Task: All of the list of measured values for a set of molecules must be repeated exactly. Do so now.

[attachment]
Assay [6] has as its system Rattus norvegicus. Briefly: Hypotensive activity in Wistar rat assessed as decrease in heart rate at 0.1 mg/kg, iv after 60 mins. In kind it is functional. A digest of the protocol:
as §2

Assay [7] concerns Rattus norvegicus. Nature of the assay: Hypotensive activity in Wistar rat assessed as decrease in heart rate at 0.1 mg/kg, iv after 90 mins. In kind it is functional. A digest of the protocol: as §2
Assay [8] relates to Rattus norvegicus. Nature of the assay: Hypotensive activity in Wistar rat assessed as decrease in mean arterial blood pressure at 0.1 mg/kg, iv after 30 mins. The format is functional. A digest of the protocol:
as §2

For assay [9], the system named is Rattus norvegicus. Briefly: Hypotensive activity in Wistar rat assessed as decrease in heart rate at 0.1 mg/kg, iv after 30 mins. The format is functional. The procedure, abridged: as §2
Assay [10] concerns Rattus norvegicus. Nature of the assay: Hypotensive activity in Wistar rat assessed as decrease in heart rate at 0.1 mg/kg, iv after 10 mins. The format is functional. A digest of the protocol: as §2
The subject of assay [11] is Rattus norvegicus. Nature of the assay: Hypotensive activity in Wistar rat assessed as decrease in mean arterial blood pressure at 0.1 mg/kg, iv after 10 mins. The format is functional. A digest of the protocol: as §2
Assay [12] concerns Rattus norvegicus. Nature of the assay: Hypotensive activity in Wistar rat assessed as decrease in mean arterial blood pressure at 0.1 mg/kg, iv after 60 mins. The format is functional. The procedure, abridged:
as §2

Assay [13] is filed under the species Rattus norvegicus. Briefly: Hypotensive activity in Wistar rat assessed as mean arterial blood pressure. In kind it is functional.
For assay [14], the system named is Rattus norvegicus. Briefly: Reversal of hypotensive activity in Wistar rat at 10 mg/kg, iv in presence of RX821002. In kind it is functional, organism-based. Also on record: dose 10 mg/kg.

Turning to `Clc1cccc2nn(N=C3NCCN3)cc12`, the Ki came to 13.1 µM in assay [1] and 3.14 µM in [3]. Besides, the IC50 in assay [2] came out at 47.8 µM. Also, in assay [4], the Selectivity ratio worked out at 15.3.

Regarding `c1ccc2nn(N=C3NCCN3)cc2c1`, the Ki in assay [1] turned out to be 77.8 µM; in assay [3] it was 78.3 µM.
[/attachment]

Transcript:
Assay [6] has as its system Rattus norvegicus. Briefly: Hypotensive activity in Wistar rat assessed as decrease in heart rate at 0.1 mg/kg, iv after 60 mins. In kind it is functional. A digest of the protocol:
as §2

Assay [7] concerns Rattus norvegicus. Nature of the assay: Hypotensive activity in Wistar rat assessed as decrease in heart rate at 0.1 mg/kg, iv after 90 mins. In kind it is functional. A digest of the protocol: as §2
Assay [8] relates to Rattus norvegicus. Nature of the assay: Hypotensive activity in Wistar rat assessed as decrease in mean arterial blood pressure at 0.1 mg/kg, iv after 30 mins. The format is functional. A digest of the protocol:
as §2

For assay [9], the system named is Rattus norvegicus. Briefly: Hypotensive activity in Wistar rat assessed as decrease in heart rate at 0.1 mg/kg, iv after 30 mins. The format is functional. The procedure, abridged: as §2
Assay [10] concerns Rattus norvegicus. Nature of the assay: Hypotensive activity in Wistar rat assessed as decrease in heart rate at 0.1 mg/kg, iv after 10 mins. The format is functional. A digest of the protocol: as §2
The subject of assay [11] is Rattus norvegicus. Nature of the assay: Hypotensive activity in Wistar rat assessed as decrease in mean arterial blood pressure at 0.1 mg/kg, iv after 10 mins. The format is functional. A digest of the protocol: as §2
Assay [12] concerns Rattus norvegicus. Nature of the assay: Hypotensive activity in Wistar rat assessed as decrease in mean arterial blood pressure at 0.1 mg/kg, iv after 60 mins. The format is functional. The procedure, abridged:
as §2

Assay [13] is filed under the species Rattus norvegicus. Briefly: Hypotensive activity in Wistar rat assessed as mean arterial blood pressure. In kind it is functional.
For assay [14], the system named is Rattus norvegicus. Briefly: Reversal of hypotensive activity in Wistar rat at 10 mg/kg, iv in presence of RX821002. In kind it is functional, organism-based. Also on record: dose 10 mg/kg.

Turning to `Clc1cccc2nn(N=C3NCCN3)cc12`, the Ki came to 13.1 µM in assay [1] and 3.14 µM in [3]. Besides, the IC50 in assay [2] came out at 47.8 µM. Also, in assay [4], the Selectivity ratio worked out at 15.3.

Regarding `c1ccc2nn(N=C3NCCN3)cc2c1`, the Ki in assay [1] turned out to be 77.8 µM; in assay [3] it was 78.3 µM.